The best time to experience the Gion District is at night when it is buzzing with. The best time to spot a geisha is somewhere between 5pm and 7pm as most go to work at this time.
The Gion District is near Shijo Dori/Hanamikoji, east of Kamo river in central Kyoto.
Kinkakuji (Golden Pavilion):
Kinkakuji (Golden Pavilion) is the main building of Rikuon-ji Temple. This building is probably the most-photographed attraction in Kyoto. However, this small three-storey temple is not all that magnificent, apart from the leaf gold. It’s beauty rather has something to do with it’s simple elegance. The pavilion served as the model for the construction of Ginkakuji (Silver Pavilion) which had been built by Ashikaga Yoshimasa in the northeast of Kyoto at the end of the 15th century.
In 1397 construction started on the Golden Pavilion as a retirement villa for shogun Ashikaga Yoshimitsu. It was after the death of Yoshimitsu, in 1408, that Kinkakuji was converted into a Zen temple .
The present building dates from 1955 as the pavilion was burnt by a fanatic monk in 1950.
The pond near the Golden Pavilion is called Kyoko-chi (Mirror Pond).
The garden remains as it was in former days and can be enjoyed as it was hundreds of years ago.
In 1994 Kinkakuji was registered on the World Heritage List of UNESCO.
Times and Prices:
Admission: 400 Yen
Hours: 09:30 – 17:00
North west area.
Construction Notice: Nine of the buildings at Kiyomizudera are being renovated step by step over the coming years. Currently, the Okunoin Hall, which is well known for the temple’s secondary balcony, and the Amida Hall are being renovated. The construction has a certain but not overwhelming impact on a visit. Later in the decade, the main hall will also undergo renovation which can be expected to have a bigger impact on a visit.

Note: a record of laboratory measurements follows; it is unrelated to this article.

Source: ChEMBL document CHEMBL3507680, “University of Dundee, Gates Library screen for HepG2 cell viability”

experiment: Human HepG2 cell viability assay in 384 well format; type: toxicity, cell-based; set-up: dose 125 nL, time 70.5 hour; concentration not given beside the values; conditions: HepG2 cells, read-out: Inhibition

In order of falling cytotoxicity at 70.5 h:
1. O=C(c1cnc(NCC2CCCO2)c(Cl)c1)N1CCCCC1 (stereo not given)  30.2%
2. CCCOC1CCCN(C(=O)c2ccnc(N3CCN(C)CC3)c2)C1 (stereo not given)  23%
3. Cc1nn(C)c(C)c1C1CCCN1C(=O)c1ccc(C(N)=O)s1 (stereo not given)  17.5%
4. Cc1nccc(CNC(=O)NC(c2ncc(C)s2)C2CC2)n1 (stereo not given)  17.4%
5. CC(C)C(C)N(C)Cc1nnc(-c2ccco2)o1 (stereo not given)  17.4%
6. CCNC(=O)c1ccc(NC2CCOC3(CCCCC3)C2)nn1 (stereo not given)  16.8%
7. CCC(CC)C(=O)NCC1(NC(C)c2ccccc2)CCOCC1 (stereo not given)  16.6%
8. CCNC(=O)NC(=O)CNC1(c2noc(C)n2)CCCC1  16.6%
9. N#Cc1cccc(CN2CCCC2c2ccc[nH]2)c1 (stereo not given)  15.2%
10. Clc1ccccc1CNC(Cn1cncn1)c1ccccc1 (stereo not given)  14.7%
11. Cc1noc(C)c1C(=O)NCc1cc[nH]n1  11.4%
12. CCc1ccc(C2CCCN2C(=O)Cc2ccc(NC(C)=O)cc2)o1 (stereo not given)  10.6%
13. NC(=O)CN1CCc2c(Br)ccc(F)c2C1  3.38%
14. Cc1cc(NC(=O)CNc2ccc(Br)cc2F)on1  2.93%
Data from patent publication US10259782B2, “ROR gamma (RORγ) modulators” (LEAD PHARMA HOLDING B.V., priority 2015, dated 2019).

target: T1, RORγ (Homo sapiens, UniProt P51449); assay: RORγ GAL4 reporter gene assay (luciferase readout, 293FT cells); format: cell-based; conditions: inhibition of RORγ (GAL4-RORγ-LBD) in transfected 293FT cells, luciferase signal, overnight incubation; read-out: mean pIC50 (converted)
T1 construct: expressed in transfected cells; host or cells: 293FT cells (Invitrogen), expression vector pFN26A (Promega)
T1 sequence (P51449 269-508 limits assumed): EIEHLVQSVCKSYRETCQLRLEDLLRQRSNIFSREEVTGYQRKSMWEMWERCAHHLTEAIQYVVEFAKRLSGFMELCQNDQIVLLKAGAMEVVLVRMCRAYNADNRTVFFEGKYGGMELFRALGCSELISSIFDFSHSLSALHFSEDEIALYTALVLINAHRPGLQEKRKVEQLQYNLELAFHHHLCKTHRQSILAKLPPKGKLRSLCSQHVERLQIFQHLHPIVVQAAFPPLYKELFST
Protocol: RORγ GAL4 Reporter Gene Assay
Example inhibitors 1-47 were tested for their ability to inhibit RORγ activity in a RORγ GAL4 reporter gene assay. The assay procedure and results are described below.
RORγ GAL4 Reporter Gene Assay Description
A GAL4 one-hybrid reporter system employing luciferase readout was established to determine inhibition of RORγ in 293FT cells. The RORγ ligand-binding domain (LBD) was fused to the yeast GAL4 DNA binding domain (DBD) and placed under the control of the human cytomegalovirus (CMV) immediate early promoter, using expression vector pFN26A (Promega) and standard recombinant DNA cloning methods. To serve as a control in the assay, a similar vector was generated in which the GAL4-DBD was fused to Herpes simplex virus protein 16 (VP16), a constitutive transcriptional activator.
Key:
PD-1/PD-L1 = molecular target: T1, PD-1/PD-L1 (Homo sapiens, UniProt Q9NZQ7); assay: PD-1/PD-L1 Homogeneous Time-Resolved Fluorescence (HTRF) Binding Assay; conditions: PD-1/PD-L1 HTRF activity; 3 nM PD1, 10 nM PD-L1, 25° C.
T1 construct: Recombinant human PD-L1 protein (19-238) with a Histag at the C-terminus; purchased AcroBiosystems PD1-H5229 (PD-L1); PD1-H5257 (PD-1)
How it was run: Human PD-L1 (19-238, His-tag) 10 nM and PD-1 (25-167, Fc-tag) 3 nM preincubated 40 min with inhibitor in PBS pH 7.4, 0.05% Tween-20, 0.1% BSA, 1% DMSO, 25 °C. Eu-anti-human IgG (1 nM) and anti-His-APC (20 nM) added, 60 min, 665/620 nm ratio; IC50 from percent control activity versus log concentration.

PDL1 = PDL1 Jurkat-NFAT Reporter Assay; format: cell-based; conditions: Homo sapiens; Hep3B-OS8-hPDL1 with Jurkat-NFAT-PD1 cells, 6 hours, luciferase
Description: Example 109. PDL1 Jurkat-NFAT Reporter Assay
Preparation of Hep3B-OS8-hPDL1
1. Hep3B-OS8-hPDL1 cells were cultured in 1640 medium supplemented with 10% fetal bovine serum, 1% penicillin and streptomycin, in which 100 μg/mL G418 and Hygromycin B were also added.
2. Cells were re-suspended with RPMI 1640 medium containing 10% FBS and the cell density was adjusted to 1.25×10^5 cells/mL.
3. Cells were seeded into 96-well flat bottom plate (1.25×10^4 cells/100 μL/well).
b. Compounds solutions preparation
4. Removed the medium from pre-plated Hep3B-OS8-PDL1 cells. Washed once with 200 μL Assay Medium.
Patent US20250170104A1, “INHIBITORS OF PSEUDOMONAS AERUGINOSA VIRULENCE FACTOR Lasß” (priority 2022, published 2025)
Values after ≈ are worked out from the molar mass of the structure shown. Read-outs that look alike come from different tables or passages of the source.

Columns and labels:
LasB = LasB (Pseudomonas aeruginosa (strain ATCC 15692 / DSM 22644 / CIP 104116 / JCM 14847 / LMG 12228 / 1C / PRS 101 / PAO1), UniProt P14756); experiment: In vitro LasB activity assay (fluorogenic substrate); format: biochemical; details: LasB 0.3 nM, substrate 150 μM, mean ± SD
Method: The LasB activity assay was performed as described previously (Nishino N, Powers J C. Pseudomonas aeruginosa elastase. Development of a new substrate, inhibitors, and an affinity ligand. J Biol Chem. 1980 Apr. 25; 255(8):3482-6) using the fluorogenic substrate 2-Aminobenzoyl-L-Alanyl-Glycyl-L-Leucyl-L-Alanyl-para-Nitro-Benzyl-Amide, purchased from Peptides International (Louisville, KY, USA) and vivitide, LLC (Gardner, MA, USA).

Kiyomizudera (清水寺, literally “Pure Water Temple”) is one of the most celebrated temples in Japan. It was founded in 780 on the site of the Otowa Waterfall in the wooded hills east of Kyoto. It derives its name from the fall’s pure waters. The temple was originally associated with the Hosso sect, one of the oldest schools within Japanese Buddhism but formed its own Kita Hosso sect in 1965. In 1994, the temple was added to the list of UNESCO world heritage sites.
Kiyomizudera is best known for its wooden stage that juts out from its main hall, 13 meters above the hillside below. The stage affords visitors a beautiful view. The main hall, which together with the stage was built without the use of nails, houses the temple’s primary object of worship, a small statue of the eleven faced, thousand armed Kannon.
Times and Prices:
Admission: 300 Yen
Hours: 06:00 – 18:00
Higashiyama area, south east of Kyoto
The “Philosopher’s Walk” (30 min) runs along the hillside next to the Biwakosui stream up to a causeway full of cherry trees, and further northwards to the Ginkakuji temple, also called the Silver Pavilion or Jishoji. The complex was built as a retirement villa in 1482 by Ashikaga Yoshimasa, the 8th Muromachi Shogunate. The villa was converted into a Zen temple after Yoshimasa’s death in 1490.
The Kannon hall is the main building at the temple. It is said that the intention was to cover it in silver, but this never happened, therefore it is actually a simple wooden structure. The building frame a Zen garden of white sand.
In addition to that building, the temple features wooded grounds covered with a variety of mosses, and a Japanese garden. There is also a pathway that leads up a small hill where you can gain different views of Ginkakuji and part of the city below.
In 1994 Ginkakuji was registered on the World Heritage List of UNESCO.
Times and Prices:
Admission: 500 Yen
Hours: 08:30 – 17:00 (Mid March to Nov) / 09:00 – 16:30 ( Dec to Mid March)
North east of Kyoto